from The Century Dictionary and Cyclopedia

  • Having the shape of a ring.

from WordNet 3.0 Copyright 2006 by Princeton University. All rights reserved.

  • adj. shaped like a ring


Sorry, no etymologies found.


  • Whether you serve your wine in an IKEA glass costing $2.99, or in hand-cut Baccarat crystal costing 50 times as much, sooner or later you'll have one concern—the ring-shaped stains that wineglasses tend to leave behind.

    A Toast to Change as Crystal Goes Practical

  • However, as I filmed DOUGH's over-sized, ring-shaped cakes getting dunked and dressed, something happened...

    Liza de Guia: DOUGH's Artisan Donuts: A Far Cry From Old Fashioned

  • Again, I simplified the step of producing a ring-shaped cake by using a bundt pan.

    Easy King Cake | Baking Bites

  • On ceremonial days, the ring-shaped "patio" was crowded with people chatting and jostling one another or perhaps linked arm in arm, performing the cadena, or chain dance while listening to groups of musicians.

    Guachimontones: unearthing a lost world near Teuchitlan, Jalisco

  • Mr. Carter believes that atoms are constructed of "circlons"—"hollow, ring-shaped mechanical particles that are held together within the nucleus by their physical shapes."

    On the Margins of Science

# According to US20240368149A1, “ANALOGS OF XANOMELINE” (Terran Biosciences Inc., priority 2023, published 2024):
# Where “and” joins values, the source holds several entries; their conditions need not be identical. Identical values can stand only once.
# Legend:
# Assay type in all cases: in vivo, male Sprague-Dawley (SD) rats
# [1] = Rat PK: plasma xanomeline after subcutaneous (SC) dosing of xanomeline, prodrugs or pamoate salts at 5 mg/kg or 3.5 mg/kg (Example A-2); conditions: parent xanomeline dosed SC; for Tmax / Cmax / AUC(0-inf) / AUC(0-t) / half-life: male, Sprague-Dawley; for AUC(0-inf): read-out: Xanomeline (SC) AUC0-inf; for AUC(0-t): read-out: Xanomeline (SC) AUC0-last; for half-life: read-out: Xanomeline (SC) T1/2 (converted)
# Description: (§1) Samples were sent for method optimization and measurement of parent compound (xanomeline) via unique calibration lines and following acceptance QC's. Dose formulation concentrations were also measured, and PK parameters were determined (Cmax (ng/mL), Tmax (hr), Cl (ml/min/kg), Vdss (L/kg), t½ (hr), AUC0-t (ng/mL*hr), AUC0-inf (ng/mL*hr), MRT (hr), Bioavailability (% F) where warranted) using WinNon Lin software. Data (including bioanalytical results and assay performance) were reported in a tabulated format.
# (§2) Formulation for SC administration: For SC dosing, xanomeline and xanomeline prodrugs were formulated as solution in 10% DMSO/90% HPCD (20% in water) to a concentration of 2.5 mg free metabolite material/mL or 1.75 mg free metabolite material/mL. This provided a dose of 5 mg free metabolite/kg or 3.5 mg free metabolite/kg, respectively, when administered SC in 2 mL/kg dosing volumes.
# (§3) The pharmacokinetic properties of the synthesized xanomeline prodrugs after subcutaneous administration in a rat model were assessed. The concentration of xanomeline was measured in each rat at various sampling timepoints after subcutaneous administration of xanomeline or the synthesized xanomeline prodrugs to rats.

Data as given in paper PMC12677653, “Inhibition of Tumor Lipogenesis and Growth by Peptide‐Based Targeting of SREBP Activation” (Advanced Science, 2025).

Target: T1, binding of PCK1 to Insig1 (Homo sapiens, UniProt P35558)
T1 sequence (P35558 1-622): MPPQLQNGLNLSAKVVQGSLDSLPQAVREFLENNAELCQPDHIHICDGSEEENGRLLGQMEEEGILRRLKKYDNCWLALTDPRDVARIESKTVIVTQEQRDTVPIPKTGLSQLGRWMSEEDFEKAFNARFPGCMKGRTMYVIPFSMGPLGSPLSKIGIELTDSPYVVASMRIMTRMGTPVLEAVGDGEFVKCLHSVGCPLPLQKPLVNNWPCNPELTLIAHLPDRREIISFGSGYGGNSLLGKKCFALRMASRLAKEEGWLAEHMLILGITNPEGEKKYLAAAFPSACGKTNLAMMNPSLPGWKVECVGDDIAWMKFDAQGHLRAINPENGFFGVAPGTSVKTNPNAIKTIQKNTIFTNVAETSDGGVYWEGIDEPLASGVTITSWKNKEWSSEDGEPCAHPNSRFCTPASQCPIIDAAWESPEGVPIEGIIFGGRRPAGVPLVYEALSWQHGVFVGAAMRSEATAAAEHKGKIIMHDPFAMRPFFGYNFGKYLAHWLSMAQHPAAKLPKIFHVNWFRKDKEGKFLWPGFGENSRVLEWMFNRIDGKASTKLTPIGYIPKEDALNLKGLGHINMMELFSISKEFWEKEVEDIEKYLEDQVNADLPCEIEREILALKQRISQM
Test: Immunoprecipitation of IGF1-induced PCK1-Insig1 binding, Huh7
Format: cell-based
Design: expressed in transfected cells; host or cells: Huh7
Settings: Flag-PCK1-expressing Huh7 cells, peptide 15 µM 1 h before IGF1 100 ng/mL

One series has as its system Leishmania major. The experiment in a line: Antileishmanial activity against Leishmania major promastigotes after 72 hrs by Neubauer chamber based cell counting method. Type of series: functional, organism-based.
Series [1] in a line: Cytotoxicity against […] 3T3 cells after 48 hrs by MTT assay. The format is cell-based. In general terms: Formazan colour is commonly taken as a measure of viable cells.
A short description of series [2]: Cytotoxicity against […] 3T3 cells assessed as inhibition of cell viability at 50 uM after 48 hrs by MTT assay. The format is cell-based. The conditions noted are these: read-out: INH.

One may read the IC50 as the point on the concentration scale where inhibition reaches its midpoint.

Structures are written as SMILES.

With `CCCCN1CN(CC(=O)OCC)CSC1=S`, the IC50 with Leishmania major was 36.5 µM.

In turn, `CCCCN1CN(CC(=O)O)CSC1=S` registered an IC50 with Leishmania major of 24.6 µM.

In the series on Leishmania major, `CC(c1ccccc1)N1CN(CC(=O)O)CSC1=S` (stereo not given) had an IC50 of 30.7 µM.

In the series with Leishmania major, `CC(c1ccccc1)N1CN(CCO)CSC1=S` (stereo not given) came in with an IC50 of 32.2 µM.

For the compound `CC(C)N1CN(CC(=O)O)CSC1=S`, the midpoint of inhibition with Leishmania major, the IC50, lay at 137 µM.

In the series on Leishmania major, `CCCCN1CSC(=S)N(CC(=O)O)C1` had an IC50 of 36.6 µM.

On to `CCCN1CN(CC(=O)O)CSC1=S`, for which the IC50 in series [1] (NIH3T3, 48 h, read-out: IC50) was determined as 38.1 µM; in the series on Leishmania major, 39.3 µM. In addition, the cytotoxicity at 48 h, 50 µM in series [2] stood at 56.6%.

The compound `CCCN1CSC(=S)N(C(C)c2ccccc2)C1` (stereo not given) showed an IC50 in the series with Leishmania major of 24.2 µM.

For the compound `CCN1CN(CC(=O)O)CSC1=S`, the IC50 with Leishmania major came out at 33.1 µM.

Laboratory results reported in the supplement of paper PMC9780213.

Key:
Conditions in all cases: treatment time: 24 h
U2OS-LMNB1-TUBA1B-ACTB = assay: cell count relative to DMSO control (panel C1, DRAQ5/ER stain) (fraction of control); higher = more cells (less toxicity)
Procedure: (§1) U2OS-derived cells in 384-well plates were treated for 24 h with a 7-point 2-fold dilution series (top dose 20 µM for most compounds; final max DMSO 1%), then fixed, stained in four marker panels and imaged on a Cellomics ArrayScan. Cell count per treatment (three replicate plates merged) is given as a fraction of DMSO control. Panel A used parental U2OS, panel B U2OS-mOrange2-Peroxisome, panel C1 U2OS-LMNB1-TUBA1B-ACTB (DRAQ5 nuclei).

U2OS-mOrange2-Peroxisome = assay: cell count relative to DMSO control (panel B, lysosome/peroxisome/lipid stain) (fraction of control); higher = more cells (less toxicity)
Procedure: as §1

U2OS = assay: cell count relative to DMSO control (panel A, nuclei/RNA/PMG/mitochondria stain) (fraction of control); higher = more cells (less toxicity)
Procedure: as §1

• I figured that I would still try to bake them off, and even if they didn't rise I could have ring-shaped grissini.

    Archive 2009-01-01

  • Jimmy had taken the old fan down from the living room ceiling in order to install this awesome new fan, and set the parts - including the very heavy, hard metal center ring-shaped part that I don't know what it's called - on the floor.

    The perils of befriending me.

  • In one type of fusion reactor design, these gases are fed into a ring-shaped vacuum chamber and heated to the point at which they become a plasma — a form of super-hot gas that is affected by magnetism.

    The Tail Section » “Jughead” Review: The Other Side of Charles Widmore

  • JSOC/SOF also maintained a 'less-than-lethal' program of using against their targets pepper spray projectiles, ring-shaped rubber bullets, electro-static devices to immobilize vehicles, electro-magnetic devices to disable automobile electronics, light scattering particles to confuse crowds, and electro-shocking devices to immobilize crowds.

    Spook spotlight (Jack Bog's Blog)

  • In 2008 a nearly identical case (Videtto v. Kellogg USA) was filed in a different court by another plaintiff, but that case too was dismissed on the grounds that a reasonable consumer would not be confused by the allegedly frooty loops because the ring-shaped cereal "does not resemble any known fruit."

    California Plagued With 'Frooty' Lawsuits


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